8 MSO VoI Targeted Customer Profile Bear Stearns submits that rather than counting subscriber units of value the new standard will be changed to the account. The account entails delineating how many households have voice, video and/or data. 12 If Wall Street is going to dwell on this new metric, then it behooves the MSO to target customers in the segment that are most likely to adopt triple play. High Tech, Married with Children, Home Office, Dial-up and Early Adopters would have the highest propensity to fully utilize triple play. Launch MSOs launching VoIP will need to start marketing to the targeted subscribers in the system at least six weeks prior to deployment. There are two approaches that MSOs use aggressively market to one or two systems and try to maximize penetration in those systems before moving on to others. Or, pilot one system, document all of the processes and create a detailed project plan and then replicate it with teams to mass deploy and mass market. This plan will focus on the first method. Although the second method has proven effective for some MSOs in other deployments, the first method is more Default and allows the MSO to learn along the way. Goals Before Launch Reach at least 65% of the target market segments four times a week for six weeks prior to launching VoIP. After Launch - Reach at least 65% of the target market segments four times in an average two week period. Penetration between percent by the end of year three or midyear four. Churn Reduce churn of triple play customers to 1% by the end of year three and to.7% in year six and after. The rationale for these goals is that MSOs are using an aggressive market strategy in a market with low awareness. Note: it is very important to train the CSRs before the promotions are launched. As soon as the promotions are launched, the phones will ring with questions, so CSRs should be armed with the correct answers, pricing packages, and be ready to sign up customers. Marketing Expense Cox spends about 1% of gross revenues on marketing. 13 In 2003, MSOs are forecasted to spend more on marketing since they have been loosing subscribers to competition, and will need to promote VoIP. 14 The VoIP Company Financial model assumes that around 2% of gross revenues will be spent on marketing. Page 8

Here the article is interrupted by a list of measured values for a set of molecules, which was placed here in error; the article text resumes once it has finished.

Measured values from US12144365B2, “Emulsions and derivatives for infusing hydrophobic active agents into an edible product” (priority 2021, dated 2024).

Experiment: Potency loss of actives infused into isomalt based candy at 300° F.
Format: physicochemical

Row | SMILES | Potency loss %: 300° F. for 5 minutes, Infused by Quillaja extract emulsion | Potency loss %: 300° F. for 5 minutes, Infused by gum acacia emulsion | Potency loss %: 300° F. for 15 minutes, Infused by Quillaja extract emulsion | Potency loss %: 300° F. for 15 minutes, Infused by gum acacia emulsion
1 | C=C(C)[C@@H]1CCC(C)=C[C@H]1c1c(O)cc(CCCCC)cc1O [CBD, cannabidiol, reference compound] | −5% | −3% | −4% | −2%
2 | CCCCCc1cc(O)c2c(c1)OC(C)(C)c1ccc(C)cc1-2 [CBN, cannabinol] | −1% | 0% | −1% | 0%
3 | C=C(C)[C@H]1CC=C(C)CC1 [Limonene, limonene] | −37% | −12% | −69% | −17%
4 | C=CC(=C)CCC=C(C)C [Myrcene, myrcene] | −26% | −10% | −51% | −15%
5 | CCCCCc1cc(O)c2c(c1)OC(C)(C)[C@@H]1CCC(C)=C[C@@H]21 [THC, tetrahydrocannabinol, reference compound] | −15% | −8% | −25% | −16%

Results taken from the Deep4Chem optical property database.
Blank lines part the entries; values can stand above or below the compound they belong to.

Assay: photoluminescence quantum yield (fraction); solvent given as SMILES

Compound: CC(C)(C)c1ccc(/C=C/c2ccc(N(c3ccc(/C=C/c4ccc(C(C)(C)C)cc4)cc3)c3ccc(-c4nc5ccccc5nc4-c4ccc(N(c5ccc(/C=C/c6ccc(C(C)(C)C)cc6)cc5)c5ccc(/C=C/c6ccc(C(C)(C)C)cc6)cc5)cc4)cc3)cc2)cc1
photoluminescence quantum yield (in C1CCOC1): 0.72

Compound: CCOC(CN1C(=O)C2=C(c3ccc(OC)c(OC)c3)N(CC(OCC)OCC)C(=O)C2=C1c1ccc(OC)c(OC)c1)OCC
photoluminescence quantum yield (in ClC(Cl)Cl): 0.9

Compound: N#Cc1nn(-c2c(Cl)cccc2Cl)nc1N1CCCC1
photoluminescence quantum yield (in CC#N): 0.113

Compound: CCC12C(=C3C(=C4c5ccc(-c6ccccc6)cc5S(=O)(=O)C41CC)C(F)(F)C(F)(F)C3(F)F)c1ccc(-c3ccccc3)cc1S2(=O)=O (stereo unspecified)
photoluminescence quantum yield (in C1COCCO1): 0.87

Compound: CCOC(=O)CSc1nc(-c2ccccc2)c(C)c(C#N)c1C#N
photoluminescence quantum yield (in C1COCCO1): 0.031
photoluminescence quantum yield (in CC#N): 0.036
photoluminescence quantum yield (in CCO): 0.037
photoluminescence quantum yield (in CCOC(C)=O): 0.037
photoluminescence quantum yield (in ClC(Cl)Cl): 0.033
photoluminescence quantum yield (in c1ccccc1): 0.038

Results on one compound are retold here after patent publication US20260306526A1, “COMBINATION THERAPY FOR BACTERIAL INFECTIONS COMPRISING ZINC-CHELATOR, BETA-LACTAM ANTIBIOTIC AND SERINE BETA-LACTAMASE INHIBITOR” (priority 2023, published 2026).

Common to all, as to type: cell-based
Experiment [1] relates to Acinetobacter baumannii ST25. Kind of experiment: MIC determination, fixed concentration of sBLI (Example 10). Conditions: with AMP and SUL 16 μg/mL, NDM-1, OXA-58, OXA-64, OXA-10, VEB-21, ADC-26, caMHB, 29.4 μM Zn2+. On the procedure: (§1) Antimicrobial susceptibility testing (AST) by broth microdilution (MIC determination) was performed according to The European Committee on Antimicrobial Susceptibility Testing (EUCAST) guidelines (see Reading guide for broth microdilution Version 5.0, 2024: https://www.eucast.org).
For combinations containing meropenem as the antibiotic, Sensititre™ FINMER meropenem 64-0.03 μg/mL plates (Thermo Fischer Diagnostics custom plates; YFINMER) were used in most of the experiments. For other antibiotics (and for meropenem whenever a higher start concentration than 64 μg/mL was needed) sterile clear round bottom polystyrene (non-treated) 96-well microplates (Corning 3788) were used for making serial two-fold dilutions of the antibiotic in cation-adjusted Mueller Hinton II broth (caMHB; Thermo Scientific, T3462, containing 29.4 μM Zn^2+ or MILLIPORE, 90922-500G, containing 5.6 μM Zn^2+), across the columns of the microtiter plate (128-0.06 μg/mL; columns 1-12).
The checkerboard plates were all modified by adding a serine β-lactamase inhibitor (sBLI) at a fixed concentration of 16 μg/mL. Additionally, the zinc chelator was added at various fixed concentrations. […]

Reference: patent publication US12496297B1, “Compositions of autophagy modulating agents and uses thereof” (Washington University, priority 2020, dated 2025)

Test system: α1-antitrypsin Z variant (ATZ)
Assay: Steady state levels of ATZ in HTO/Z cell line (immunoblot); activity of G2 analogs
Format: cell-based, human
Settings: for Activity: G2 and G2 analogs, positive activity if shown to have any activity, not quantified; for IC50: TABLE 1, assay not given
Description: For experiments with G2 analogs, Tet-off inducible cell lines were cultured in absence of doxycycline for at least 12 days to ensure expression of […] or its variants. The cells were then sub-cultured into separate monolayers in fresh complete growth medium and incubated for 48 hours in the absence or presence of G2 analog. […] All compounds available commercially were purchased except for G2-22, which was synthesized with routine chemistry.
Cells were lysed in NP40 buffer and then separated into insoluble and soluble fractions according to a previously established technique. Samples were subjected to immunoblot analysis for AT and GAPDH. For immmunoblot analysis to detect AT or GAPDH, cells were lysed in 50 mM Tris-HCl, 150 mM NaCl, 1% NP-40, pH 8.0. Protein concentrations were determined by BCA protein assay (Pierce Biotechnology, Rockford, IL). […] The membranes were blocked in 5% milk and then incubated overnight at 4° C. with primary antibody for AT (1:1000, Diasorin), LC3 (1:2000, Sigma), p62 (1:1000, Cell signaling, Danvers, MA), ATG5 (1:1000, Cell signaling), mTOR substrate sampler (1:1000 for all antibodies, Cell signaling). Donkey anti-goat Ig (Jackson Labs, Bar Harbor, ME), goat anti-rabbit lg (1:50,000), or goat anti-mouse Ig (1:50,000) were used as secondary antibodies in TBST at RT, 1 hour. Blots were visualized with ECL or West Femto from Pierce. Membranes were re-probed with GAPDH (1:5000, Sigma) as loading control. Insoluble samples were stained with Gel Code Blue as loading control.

9 MSO VoI Strengths Weaknesses Opportunities Threats for VoIP A SWOT (Strengths, Weaknesses, Opportunities, Threat) Analysis is included in Appendix 2. FINANCE DCF Valuation Model VoIP Communications Company engaged Strategic Projects, LLC and another consultant to build a flexible incremental VoIP financial model that will assist the MSO make their deployment decisions. The model contains around 300 variables that are all up to the MSO to decide. The MSO inputs all variables has the option to choose which items to capitalize. The outputs for the model illuminate the financial returns including but not limited to free cash flow, years to break even, net present value of a subscriber, ARPU per subscriber, total cost of capital per subscriber as well as a way to value the VoIP product line using the DCF valuation method. The DCF Valuation model is the foundation for the following discussion. Variables from analyst reports, periodicals as well as conversations with MSOs have been included (and are noted in comments throughout the model) for these outputs. Assumptions may vary, and often dramatically affect the outputs. Therefore, a range of inputs and outputs are shown to offer a Default as well as a Contrasting view. The Switching System is scalable and represents a VoIP solution for virtually any size system. The DCF model also scales to accommodate small systems or it can provide an enterprise-wide scenario. For this discussion, the two models are based on one million homes passed and 100,000 lines. A seven year capital lease with a 20% down payment at 8% interest is assumed. Depreciation life of the equipment is assumed to be three years and the terminal value multiplier is 10.4%. Outputs can be based on seven or ten years. This discussion is based on a seven year model. Other variables have been changed to show two views the Default view and the Contrast view and are discussed in the following sections. Please refer to Appendix 3 for all of the detailed inputs and outputs for both views. Inputs Key Variables: The MSO is asked to input their basic assumptions such as starting year, number of lines, their WACC, their IRR decision hurdle rate, the terminal value multiplier they use to assess new revenue streams, the depreciation life of equipment and capitalized labor, their tax rate, capital lease assumptions, interest income and interest expense. Next, the MSO is asked a series of questions about their subscriber base such as total homes passed, penetration assumptions, beginning subscribers and churn. In the Default model the penetration rate is six percent for the first five years and then the penetration flattens to 30% in years 6-7. In the Page 9